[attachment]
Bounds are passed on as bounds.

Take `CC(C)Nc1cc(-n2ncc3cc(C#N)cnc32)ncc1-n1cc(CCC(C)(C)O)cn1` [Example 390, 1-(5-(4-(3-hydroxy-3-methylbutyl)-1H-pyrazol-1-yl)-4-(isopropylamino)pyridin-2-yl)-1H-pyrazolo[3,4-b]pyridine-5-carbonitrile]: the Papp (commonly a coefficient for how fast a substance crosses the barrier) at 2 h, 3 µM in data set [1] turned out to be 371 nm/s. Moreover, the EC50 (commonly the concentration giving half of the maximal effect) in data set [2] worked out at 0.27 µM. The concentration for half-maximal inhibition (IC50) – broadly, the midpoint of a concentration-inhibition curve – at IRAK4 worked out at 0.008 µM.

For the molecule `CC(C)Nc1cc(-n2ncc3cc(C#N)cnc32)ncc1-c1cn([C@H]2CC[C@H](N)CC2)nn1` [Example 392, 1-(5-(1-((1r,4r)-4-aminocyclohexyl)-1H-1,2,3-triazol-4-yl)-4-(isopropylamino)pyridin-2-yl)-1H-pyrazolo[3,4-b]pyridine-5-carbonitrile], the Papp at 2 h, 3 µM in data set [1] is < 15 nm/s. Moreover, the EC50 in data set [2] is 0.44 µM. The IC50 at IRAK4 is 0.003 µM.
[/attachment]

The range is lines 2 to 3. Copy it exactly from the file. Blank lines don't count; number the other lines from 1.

Take `CC(C)Nc1cc(-n2ncc3cc(C#N)cnc32)ncc1-n1cc(CCC(C)(C)O)cn1` [Example 390, 1-(5-(4-(3-hydroxy-3-methylbutyl)-1H-pyrazol-1-yl)-4-(isopropylamino)pyridin-2-yl)-1H-pyrazolo[3,4-b]pyridine-5-carbonitrile]: the Papp (commonly a coefficient for how fast a substance crosses the barrier) at 2 h, 3 µM in data set [1] turned out to be 371 nm/s. Moreover, the EC50 (commonly the concentration giving half of the maximal effect) in data set [2] worked out at 0.27 µM. The concentration for half-maximal inhibition (IC50) – broadly, the midpoint of a concentration-inhibition curve – at IRAK4 worked out at 0.008 µM.

For the molecule `CC(C)Nc1cc(-n2ncc3cc(C#N)cnc32)ncc1-c1cn([C@H]2CC[C@H](N)CC2)nn1` [Example 392, 1-(5-(1-((1r,4r)-4-aminocyclohexyl)-1H-1,2,3-triazol-4-yl)-4-(isopropylamino)pyridin-2-yl)-1H-pyrazolo[3,4-b]pyridine-5-carbonitrile], the Papp at 2 h, 3 µM in data set [1] is < 15 nm/s. Moreover, the EC50 in data set [2] is 0.44 µM. The IC50 at IRAK4 is 0.003 µM.